The twins visit with circus performers on the floor of the arena and are about to head up to their seats

Then it happened. On January 14, 2017 it was announced that due to declining attendance the Ringling Brother's and Barnum & Bailey Circus would end its 146 year run. (It was ironic that I was in Ellenton, Florida on the day the announcement was made there.)

Just a few days earlier, my daughter and I had been discussing bringing my one and a half year old granddaughter to see the circus which was about to come to Tampa. I bought the tickets within hours of the announcement, and was able to get amazing seats ... first row ... right in front of the single ring that this show had been using for the past few years (as opposed to three rings).

Unfortunately, Amalie Arena would not let me take my DSLR camera into the building (as I had for every circus show I had been to for decades) so I was only able to use the camera in my phone to capture my granddaughter's first Ringling circus, and my last.

Circus lights have changed quite a bit since I was a kid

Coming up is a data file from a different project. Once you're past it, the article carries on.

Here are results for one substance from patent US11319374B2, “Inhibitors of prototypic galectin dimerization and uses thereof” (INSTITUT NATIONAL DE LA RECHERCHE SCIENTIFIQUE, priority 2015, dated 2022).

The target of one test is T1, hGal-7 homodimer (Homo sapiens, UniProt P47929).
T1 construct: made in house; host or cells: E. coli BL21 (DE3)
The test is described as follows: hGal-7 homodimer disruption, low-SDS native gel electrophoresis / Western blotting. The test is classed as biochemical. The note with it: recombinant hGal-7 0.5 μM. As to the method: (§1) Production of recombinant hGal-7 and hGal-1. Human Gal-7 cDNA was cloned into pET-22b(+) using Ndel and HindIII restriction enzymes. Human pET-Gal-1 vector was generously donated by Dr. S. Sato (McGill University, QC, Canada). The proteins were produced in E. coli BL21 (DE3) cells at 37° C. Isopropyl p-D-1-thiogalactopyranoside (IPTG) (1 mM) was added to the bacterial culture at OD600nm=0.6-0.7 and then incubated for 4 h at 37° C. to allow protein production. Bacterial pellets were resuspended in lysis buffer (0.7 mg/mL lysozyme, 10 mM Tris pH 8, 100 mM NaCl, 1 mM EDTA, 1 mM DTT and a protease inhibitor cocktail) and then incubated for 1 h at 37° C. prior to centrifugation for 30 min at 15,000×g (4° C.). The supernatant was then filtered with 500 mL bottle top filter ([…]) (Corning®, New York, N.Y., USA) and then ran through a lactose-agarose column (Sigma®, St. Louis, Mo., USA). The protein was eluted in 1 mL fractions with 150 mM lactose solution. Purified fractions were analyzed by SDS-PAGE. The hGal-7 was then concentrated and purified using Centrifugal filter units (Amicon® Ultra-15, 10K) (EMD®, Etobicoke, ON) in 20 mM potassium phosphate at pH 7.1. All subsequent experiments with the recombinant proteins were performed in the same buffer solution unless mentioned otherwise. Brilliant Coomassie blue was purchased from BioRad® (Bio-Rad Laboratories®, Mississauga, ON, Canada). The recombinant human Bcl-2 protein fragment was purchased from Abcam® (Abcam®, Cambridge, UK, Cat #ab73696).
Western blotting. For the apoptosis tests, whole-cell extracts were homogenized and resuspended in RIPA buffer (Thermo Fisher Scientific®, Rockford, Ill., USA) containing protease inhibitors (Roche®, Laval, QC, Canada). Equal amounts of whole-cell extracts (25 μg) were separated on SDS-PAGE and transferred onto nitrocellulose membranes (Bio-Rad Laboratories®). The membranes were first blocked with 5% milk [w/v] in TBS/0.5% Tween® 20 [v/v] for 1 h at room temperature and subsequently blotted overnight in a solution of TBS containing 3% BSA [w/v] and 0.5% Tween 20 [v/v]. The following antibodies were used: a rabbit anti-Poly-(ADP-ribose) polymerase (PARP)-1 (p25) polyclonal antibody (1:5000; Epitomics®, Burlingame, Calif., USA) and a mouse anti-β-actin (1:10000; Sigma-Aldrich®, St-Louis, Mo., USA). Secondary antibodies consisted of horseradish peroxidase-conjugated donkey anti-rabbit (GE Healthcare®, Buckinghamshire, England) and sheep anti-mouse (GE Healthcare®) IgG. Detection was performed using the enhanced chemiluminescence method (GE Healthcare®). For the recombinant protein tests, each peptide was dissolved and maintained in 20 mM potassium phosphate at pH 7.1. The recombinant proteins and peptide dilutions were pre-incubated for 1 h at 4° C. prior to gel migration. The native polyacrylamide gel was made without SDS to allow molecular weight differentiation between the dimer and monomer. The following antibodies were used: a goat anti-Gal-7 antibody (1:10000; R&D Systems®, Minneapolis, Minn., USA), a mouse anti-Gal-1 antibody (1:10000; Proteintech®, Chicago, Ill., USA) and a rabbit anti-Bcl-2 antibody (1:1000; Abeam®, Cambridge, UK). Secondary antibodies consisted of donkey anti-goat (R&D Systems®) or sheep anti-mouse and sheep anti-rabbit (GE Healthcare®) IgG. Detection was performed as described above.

For the first time in their history there is a female Ringmaster

As close as you can get to the action without being in the circus

The elephants have been retired but the big cats are helping to bring it all to an end

And so, at the Nassau Coliseum on Long Island in NY on May 21, 2017, the Ringmaster will say for the last time, "May all your days be circus days!" and the lights will go down on 146 years of circus history and we will lose an important piece of Americana. I for one hope a last minute savior will show up to save the show, but that is highly unlikely as it had been losing money for years. TV, movies, streaming entertainment all make the circus irrelevant to today's generation. A show that was well over 3 hours when I was a child is now just 2 hours long. Long circus acts are just too long for today's fast moving world.


A message from Kenneth Feld, chairman and CEO of Feld Entertainment, the producer of Ringling Bros. and Barnum & Bailey®